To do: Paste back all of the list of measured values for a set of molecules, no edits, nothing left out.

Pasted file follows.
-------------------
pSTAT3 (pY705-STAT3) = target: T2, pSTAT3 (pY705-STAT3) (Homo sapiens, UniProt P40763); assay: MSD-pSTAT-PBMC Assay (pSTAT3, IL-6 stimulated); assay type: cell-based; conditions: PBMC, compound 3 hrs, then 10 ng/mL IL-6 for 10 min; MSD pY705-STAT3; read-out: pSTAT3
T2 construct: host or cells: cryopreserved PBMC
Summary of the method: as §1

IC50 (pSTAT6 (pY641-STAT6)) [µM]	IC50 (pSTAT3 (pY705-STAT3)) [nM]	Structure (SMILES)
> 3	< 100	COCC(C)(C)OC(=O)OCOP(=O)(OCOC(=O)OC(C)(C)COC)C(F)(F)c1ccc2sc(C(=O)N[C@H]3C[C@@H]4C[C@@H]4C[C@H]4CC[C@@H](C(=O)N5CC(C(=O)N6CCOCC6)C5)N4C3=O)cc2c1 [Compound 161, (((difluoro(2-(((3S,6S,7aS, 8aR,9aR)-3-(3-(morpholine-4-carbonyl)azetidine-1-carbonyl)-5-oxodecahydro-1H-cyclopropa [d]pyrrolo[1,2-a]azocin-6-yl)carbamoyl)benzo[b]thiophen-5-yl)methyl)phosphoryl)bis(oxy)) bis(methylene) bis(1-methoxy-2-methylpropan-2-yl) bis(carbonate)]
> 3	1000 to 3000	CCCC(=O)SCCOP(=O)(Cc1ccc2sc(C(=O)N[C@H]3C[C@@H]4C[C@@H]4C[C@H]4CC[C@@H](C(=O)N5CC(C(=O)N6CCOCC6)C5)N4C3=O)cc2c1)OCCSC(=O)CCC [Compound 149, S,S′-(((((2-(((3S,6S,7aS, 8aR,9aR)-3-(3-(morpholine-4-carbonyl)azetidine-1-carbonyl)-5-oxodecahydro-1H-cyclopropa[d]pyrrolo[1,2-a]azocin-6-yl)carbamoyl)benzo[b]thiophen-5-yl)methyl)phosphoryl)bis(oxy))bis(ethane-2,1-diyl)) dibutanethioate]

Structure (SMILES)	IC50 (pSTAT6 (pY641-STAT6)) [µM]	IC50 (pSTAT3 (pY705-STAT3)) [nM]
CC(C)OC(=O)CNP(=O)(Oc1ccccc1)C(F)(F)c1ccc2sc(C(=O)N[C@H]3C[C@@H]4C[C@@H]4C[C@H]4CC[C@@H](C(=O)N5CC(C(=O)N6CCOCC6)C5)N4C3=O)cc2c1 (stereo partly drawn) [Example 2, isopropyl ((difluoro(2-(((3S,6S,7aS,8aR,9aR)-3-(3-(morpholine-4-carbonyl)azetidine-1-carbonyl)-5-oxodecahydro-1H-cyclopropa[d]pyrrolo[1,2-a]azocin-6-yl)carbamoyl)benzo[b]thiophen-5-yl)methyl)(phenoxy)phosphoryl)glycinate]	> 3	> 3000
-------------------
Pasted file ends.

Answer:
pSTAT3 (pY705-STAT3) = target: T2, pSTAT3 (pY705-STAT3) (Homo sapiens, UniProt P40763); assay: MSD-pSTAT-PBMC Assay (pSTAT3, IL-6 stimulated); assay type: cell-based; conditions: PBMC, compound 3 hrs, then 10 ng/mL IL-6 for 10 min; MSD pY705-STAT3; read-out: pSTAT3
T2 construct: host or cells: cryopreserved PBMC
Summary of the method: as §1

IC50 (pSTAT6 (pY641-STAT6)) [µM]	IC50 (pSTAT3 (pY705-STAT3)) [nM]	Structure (SMILES)
> 3	< 100	COCC(C)(C)OC(=O)OCOP(=O)(OCOC(=O)OC(C)(C)COC)C(F)(F)c1ccc2sc(C(=O)N[C@H]3C[C@@H]4C[C@@H]4C[C@H]4CC[C@@H](C(=O)N5CC(C(=O)N6CCOCC6)C5)N4C3=O)cc2c1 [Compound 161, (((difluoro(2-(((3S,6S,7aS, 8aR,9aR)-3-(3-(morpholine-4-carbonyl)azetidine-1-carbonyl)-5-oxodecahydro-1H-cyclopropa [d]pyrrolo[1,2-a]azocin-6-yl)carbamoyl)benzo[b]thiophen-5-yl)methyl)phosphoryl)bis(oxy)) bis(methylene) bis(1-methoxy-2-methylpropan-2-yl) bis(carbonate)]
> 3	1000 to 3000	CCCC(=O)SCCOP(=O)(Cc1ccc2sc(C(=O)N[C@H]3C[C@@H]4C[C@@H]4C[C@H]4CC[C@@H](C(=O)N5CC(C(=O)N6CCOCC6)C5)N4C3=O)cc2c1)OCCSC(=O)CCC [Compound 149, S,S′-(((((2-(((3S,6S,7aS, 8aR,9aR)-3-(3-(morpholine-4-carbonyl)azetidine-1-carbonyl)-5-oxodecahydro-1H-cyclopropa[d]pyrrolo[1,2-a]azocin-6-yl)carbamoyl)benzo[b]thiophen-5-yl)methyl)phosphoryl)bis(oxy))bis(ethane-2,1-diyl)) dibutanethioate]

Structure (SMILES)	IC50 (pSTAT6 (pY641-STAT6)) [µM]	IC50 (pSTAT3 (pY705-STAT3)) [nM]
CC(C)OC(=O)CNP(=O)(Oc1ccccc1)C(F)(F)c1ccc2sc(C(=O)N[C@H]3C[C@@H]4C[C@@H]4C[C@H]4CC[C@@H](C(=O)N5CC(C(=O)N6CCOCC6)C5)N4C3=O)cc2c1 (stereo partly drawn) [Example 2, isopropyl ((difluoro(2-(((3S,6S,7aS,8aR,9aR)-3-(3-(morpholine-4-carbonyl)azetidine-1-carbonyl)-5-oxodecahydro-1H-cyclopropa[d]pyrrolo[1,2-a]azocin-6-yl)carbamoyl)benzo[b]thiophen-5-yl)methyl)(phenoxy)phosphoryl)glycinate]	> 3	> 3000